The Smithsonian Libraries is looking for a few great library school students (or recent grads!) to help us with some very interesting projects. These neat projects include:
Please join us Tuesday, October 28th, for a lecture and book signing with Christopher Cokinos, author of Hope is the thing with feathers: A personal chronicle of vanished birds.
The weekend of September 25-28th art enthusiasts, bibliophiles, the simply curious made their way to the annual NY Art Book Fair. Held at MoMA’s PS1 in Long Island City, Queens; this year’s event featured more than 350 artists, booksellers, and independent publishers hailing from 28 countries. Last year’s fair attracted a crowd of 27,000.
The Smithsonian Libraries has published a new Dibner Library Lecture manuscript, The Philosophical Breakfast Club and the Invention of the Scientist, by author Laura J. Snyder, associate professor of philosophy at St. John’s University in New York City. Begun in 1992, the Dibner Library Lectures feature a distinguished scholar who has made significant contributions to his or her field of study. Since 2000, the Dibner Library Lecture has become available in published more »
Julia Blase is originally from Tucson, Arizona. She moved to D.C. in 2013 as part of the Library of Congress and the Institute of Museum Library and Services’s National Digital Stewardship Residency program, where she led a digital asset management project for the National Security Archive. Prior to D.C. she lived in Denver, Colorado, where she was pursuing her master of library and information science from Denver University while managing the Denali Centennial online exhibit project at the American Alpine Club Library. She also earned a master’s degree in management from the Fuqua School of Business and a bachelor’s degree in art history from Duke University.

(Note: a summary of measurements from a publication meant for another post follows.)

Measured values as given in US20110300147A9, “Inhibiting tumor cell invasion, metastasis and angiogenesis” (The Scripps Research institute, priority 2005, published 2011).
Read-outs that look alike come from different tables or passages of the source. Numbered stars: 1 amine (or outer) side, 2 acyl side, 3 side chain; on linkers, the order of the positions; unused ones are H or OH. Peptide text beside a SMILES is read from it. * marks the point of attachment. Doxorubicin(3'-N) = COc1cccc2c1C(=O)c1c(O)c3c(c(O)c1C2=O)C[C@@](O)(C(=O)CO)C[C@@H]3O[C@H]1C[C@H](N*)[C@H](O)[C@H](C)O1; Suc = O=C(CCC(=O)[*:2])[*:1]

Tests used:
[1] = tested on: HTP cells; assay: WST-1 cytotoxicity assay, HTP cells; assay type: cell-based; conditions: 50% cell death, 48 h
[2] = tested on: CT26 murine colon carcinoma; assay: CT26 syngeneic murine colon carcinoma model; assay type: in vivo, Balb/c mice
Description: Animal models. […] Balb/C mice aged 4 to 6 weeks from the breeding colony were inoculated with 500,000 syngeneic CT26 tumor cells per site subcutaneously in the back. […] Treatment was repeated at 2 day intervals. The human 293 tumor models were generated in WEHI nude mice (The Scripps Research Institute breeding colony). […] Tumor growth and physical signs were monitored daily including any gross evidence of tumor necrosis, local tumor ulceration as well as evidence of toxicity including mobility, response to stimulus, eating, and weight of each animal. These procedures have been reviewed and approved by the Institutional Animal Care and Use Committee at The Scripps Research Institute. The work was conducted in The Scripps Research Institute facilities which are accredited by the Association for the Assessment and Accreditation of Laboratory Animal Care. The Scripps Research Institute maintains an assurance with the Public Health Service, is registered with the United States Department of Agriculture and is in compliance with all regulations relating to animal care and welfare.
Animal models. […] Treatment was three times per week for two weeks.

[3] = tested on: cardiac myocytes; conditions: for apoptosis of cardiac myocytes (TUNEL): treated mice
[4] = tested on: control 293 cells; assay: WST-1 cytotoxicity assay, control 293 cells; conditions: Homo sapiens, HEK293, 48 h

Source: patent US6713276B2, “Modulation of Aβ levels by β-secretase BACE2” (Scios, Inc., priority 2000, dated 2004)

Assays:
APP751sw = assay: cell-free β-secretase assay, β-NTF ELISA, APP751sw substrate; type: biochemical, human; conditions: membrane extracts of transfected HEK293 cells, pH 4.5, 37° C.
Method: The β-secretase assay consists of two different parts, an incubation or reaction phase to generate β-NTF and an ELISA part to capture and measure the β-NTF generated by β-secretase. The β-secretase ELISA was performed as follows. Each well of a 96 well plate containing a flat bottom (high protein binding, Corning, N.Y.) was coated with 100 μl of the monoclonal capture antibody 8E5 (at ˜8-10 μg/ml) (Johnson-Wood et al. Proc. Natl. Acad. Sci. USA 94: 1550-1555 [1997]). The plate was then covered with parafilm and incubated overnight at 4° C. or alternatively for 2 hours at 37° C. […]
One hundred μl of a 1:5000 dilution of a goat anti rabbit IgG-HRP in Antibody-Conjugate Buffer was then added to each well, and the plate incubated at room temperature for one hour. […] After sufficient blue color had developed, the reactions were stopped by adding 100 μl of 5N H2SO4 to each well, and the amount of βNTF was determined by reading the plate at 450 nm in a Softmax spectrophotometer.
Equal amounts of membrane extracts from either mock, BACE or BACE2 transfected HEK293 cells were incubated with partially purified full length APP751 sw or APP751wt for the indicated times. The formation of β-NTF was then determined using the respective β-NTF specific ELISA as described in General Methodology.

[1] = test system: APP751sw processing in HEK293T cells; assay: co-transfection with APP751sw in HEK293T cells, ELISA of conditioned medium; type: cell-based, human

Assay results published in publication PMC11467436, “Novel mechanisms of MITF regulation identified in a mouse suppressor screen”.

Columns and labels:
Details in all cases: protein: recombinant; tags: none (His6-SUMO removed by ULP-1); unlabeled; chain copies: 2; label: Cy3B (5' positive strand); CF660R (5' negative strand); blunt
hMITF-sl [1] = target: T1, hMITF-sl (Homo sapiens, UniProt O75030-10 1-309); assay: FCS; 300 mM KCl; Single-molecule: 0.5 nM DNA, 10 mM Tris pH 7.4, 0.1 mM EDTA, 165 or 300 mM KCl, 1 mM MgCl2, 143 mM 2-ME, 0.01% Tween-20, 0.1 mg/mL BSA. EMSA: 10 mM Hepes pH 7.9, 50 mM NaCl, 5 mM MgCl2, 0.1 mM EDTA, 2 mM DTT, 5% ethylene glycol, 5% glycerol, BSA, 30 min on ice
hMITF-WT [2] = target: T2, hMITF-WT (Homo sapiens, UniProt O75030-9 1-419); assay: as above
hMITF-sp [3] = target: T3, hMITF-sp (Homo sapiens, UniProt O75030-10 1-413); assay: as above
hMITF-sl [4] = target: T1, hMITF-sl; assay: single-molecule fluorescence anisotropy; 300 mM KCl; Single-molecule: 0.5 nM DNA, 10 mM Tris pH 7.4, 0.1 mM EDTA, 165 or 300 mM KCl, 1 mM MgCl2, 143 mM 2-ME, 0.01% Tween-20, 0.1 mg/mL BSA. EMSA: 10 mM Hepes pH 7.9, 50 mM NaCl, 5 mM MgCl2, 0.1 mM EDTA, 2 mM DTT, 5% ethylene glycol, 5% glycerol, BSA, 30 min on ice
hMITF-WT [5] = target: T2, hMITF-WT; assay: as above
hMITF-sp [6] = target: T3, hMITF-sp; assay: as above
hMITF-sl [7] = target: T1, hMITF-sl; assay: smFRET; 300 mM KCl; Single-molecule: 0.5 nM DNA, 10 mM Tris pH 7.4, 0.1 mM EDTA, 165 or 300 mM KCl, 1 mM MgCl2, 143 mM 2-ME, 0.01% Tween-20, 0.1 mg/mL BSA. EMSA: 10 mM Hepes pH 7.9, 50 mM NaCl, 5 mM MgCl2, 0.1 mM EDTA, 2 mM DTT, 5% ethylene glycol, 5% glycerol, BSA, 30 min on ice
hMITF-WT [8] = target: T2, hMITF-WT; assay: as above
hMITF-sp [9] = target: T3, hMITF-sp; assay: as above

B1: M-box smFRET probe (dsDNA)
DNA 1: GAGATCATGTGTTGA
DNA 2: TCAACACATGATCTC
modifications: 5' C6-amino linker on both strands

This post was written by Vanessa Haight Smith, Head of Preservation Services. Japanese paper is used for many applications in book and paper conservation and I often choose this material when reattaching weak or detached boards. The practice of toning Japanese paper hinges for reattaching boards to leather bindings, promoted by conservator Don Etherington, is widely used in the field.
We use books every day. But how is a book actually created? How are the pages folded? How are they cut? For a glimpse into making books in the late nineteenth century, take a look at this 1891-92 Dexter Folder Co. trade catalog titled Dexter Book Folding Machines.